Everyone loves aspirin. The miracle drug that we first go to for headaches, pains, fever, and so on. But where did it come from?
Aspirin, in it’s natural form salicylic acid, has actually been used for thousands of years. The ancient Egyptians used plants containing the acid to relieve pain. With that big gold head old Tut had, he probably had some pretty big headaches.
The natural form of aspirin was so horrible tasting it would cause people to vomit. So now not only did you have a headache, but you’d have an awful taste in your mouth and a vomit stained carpet.
In 1897 German Scientist Felix Hoffman was the first to turn salicylic acid into what we know as aspirin today. Two years later aspirin was patented and trademarked by German drug maker Bayer.
For the next couple of decades all Aspirin came from Germany. But when World War I started, a worldwide Aspirin shortage occurred. The allies became desperate for the medicine and offered rewards to anyone who could replicate the pain reliever.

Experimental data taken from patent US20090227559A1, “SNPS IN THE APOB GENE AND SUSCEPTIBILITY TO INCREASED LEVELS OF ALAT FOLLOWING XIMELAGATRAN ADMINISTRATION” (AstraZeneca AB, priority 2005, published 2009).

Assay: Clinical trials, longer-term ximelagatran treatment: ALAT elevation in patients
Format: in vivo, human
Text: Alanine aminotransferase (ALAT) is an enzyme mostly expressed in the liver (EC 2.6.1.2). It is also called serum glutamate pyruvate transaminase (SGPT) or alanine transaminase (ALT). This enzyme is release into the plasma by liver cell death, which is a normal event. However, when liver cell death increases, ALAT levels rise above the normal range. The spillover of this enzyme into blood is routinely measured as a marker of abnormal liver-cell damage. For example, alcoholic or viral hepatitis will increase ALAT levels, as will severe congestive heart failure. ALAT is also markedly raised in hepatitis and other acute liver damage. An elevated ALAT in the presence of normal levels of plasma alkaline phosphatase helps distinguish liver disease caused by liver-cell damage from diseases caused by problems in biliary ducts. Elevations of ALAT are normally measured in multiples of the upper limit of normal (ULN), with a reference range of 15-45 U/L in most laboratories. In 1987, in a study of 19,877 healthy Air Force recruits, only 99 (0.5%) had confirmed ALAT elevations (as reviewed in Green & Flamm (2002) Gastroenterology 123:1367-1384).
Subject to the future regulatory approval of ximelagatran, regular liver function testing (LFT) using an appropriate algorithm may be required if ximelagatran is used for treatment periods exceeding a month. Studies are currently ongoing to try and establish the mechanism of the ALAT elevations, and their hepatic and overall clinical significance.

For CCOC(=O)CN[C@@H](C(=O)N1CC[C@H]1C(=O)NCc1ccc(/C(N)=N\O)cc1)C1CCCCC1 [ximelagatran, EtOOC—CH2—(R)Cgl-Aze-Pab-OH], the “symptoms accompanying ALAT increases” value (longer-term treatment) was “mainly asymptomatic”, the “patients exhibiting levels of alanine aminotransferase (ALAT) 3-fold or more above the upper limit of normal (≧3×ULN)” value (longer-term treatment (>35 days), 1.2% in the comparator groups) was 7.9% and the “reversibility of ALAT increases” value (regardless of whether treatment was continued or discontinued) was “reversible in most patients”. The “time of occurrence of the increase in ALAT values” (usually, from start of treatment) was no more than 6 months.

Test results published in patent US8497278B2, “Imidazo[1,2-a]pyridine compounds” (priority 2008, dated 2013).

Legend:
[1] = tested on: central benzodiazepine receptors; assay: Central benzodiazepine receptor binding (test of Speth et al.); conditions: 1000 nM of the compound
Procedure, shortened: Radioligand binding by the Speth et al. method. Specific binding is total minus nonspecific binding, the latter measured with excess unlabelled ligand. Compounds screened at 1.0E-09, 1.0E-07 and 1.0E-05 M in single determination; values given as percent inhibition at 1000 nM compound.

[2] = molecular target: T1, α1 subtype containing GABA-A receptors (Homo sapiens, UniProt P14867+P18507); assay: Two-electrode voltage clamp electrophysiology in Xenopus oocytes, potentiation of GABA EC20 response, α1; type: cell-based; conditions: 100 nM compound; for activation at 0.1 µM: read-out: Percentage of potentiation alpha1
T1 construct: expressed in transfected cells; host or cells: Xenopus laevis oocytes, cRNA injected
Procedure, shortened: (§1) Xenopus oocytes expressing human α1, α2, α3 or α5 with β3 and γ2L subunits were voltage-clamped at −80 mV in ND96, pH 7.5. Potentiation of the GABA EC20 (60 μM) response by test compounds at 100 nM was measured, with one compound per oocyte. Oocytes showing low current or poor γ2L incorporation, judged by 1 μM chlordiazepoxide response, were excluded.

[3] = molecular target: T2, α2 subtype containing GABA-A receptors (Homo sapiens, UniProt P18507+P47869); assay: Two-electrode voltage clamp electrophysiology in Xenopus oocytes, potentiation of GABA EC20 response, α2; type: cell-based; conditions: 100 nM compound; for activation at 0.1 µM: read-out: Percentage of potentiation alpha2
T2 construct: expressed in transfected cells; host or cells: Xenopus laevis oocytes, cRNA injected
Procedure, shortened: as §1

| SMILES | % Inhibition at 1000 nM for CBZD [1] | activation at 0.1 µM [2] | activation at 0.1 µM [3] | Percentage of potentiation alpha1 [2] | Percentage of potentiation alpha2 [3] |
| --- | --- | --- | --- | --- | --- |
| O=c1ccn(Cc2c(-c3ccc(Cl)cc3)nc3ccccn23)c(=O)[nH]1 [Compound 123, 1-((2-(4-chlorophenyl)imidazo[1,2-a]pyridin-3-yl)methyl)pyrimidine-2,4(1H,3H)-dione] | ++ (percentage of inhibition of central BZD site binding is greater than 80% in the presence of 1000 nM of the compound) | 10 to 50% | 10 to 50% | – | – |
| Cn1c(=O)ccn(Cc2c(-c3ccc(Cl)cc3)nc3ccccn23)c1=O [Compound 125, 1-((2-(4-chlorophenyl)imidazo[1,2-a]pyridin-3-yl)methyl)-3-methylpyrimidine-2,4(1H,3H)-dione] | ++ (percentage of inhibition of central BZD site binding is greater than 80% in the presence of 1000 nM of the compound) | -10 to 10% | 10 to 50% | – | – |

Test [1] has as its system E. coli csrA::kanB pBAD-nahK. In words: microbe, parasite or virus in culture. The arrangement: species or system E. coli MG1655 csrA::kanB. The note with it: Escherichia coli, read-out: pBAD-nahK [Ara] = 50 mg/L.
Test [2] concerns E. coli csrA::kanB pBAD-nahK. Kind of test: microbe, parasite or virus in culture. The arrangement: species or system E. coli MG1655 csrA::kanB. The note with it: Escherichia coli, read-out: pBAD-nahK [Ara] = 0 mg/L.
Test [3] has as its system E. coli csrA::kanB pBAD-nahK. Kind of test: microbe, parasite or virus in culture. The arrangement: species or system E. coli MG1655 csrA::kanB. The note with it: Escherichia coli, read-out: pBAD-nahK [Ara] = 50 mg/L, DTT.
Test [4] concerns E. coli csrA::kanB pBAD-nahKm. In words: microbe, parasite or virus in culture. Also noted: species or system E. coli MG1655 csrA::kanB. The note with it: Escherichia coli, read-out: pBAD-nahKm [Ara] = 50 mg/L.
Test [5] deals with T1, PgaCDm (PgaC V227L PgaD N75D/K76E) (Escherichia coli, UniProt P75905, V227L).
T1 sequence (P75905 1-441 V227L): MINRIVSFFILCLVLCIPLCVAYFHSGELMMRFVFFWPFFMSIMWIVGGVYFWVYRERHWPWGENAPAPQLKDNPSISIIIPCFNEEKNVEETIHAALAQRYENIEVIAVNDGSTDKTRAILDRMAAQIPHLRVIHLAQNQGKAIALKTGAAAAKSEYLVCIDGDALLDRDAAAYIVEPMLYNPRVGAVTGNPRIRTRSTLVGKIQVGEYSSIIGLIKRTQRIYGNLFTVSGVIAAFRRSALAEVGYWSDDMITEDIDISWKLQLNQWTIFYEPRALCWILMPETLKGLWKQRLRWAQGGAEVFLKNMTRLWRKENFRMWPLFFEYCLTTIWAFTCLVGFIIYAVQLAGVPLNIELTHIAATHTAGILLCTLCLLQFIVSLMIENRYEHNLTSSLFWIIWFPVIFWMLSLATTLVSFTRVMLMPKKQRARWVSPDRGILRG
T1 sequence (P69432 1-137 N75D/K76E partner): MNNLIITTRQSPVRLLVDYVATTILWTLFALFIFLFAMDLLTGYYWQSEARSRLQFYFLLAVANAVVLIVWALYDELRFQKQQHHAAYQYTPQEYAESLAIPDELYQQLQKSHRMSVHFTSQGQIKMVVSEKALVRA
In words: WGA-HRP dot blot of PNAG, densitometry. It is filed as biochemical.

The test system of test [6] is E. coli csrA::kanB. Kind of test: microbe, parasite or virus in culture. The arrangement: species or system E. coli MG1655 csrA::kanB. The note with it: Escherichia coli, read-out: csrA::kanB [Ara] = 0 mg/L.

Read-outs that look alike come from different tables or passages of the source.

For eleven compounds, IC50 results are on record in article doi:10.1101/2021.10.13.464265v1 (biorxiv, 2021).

When World War I ended, Germany was forced as part of their surrender to give up their patent. This paved the way for any company who wished to made their own generic form of the drug. Now you can buy aspirin cheap and it the most popular drug of all time.
I’m sure you’ve heard that Aspirin can help prevent heart attacks. This was first discovered in the 1940s when children who had tonsillectomies were given aspirin-laced chewing gum (yum!). They were observed to bleed more than those who didn’t get the gum. It was reasoned that if aspirin could cause bleeding it could prevent clotting. It wasn’t until the 1970s that this theory was put to tests and doctors began recommending the drug to be used in this way.
Aspirin wasn’t the only drug Bayer was forced by the United States to give up it’s patent on. Heroin also became a generic drug. Think how much we’d have to pay to shoot up if Bayer was still the only company making it!